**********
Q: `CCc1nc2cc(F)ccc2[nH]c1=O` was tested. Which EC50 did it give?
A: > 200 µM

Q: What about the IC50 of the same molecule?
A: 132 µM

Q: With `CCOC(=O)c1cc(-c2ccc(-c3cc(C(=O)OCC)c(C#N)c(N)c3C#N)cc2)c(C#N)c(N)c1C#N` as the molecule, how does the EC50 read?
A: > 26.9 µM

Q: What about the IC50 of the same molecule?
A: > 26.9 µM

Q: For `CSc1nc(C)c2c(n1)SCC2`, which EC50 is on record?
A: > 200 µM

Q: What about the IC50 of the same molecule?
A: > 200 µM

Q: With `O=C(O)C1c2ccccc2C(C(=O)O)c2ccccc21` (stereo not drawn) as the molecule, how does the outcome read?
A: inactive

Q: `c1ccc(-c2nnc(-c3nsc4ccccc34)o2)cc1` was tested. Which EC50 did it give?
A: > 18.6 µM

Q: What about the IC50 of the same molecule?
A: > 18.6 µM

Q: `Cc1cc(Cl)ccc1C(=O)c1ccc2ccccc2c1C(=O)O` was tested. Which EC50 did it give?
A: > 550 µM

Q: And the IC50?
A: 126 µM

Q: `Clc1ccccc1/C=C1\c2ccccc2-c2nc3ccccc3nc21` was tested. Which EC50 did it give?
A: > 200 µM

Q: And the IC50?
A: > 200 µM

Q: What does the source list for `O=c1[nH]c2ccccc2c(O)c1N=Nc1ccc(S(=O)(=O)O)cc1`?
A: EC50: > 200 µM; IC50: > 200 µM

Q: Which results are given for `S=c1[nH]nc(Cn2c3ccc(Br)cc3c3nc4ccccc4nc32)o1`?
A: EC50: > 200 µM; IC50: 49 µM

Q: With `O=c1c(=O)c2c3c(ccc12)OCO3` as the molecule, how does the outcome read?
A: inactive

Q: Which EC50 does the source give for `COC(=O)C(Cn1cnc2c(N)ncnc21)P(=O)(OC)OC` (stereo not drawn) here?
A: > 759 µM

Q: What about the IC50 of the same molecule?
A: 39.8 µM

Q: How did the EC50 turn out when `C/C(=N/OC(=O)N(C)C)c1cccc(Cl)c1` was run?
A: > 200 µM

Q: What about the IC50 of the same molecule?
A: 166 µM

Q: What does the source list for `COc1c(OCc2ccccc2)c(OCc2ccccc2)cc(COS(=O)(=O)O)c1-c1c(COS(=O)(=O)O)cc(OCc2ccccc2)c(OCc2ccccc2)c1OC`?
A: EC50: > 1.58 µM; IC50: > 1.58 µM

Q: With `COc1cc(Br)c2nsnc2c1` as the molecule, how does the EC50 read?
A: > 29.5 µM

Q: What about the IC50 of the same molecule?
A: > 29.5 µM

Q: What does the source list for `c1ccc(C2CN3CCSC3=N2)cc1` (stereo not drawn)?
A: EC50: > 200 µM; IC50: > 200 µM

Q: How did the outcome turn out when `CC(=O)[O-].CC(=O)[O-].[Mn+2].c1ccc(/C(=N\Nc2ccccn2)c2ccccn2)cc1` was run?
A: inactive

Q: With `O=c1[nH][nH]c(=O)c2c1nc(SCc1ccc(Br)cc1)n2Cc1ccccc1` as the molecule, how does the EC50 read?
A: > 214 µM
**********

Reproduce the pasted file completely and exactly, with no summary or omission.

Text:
Q: `CCc1nc2cc(F)ccc2[nH]c1=O` was tested. Which EC50 did it give?
A: > 200 µM

Q: What about the IC50 of the same molecule?
A: 132 µM

Q: With `CCOC(=O)c1cc(-c2ccc(-c3cc(C(=O)OCC)c(C#N)c(N)c3C#N)cc2)c(C#N)c(N)c1C#N` as the molecule, how does the EC50 read?
A: > 26.9 µM

Q: What about the IC50 of the same molecule?
A: > 26.9 µM

Q: For `CSc1nc(C)c2c(n1)SCC2`, which EC50 is on record?
A: > 200 µM

Q: What about the IC50 of the same molecule?
A: > 200 µM

Q: With `O=C(O)C1c2ccccc2C(C(=O)O)c2ccccc21` (stereo not drawn) as the molecule, how does the outcome read?
A: inactive

Q: `c1ccc(-c2nnc(-c3nsc4ccccc34)o2)cc1` was tested. Which EC50 did it give?
A: > 18.6 µM

Q: What about the IC50 of the same molecule?
A: > 18.6 µM

Q: `Cc1cc(Cl)ccc1C(=O)c1ccc2ccccc2c1C(=O)O` was tested. Which EC50 did it give?
A: > 550 µM

Q: And the IC50?
A: 126 µM

Q: `Clc1ccccc1/C=C1\c2ccccc2-c2nc3ccccc3nc21` was tested. Which EC50 did it give?
A: > 200 µM

Q: And the IC50?
A: > 200 µM

Q: What does the source list for `O=c1[nH]c2ccccc2c(O)c1N=Nc1ccc(S(=O)(=O)O)cc1`?
A: EC50: > 200 µM; IC50: > 200 µM

Q: Which results are given for `S=c1[nH]nc(Cn2c3ccc(Br)cc3c3nc4ccccc4nc32)o1`?
A: EC50: > 200 µM; IC50: 49 µM

Q: With `O=c1c(=O)c2c3c(ccc12)OCO3` as the molecule, how does the outcome read?
A: inactive

Q: Which EC50 does the source give for `COC(=O)C(Cn1cnc2c(N)ncnc21)P(=O)(OC)OC` (stereo not drawn) here?
A: > 759 µM

Q: What about the IC50 of the same molecule?
A: 39.8 µM

Q: How did the EC50 turn out when `C/C(=N/OC(=O)N(C)C)c1cccc(Cl)c1` was run?
A: > 200 µM

Q: What about the IC50 of the same molecule?
A: 166 µM

Q: What does the source list for `COc1c(OCc2ccccc2)c(OCc2ccccc2)cc(COS(=O)(=O)O)c1-c1c(COS(=O)(=O)O)cc(OCc2ccccc2)c(OCc2ccccc2)c1OC`?
A: EC50: > 1.58 µM; IC50: > 1.58 µM

Q: With `COc1cc(Br)c2nsnc2c1` as the molecule, how does the EC50 read?
A: > 29.5 µM

Q: What about the IC50 of the same molecule?
A: > 29.5 µM

Q: What does the source list for `c1ccc(C2CN3CCSC3=N2)cc1` (stereo not drawn)?
A: EC50: > 200 µM; IC50: > 200 µM

Q: How did the outcome turn out when `CC(=O)[O-].CC(=O)[O-].[Mn+2].c1ccc(/C(=N\Nc2ccccn2)c2ccccn2)cc1` was run?
A: inactive

Q: With `O=c1[nH][nH]c(=O)c2c1nc(SCc1ccc(Br)cc1)n2Cc1ccccc1` as the molecule, how does the EC50 read?
A: > 214 µM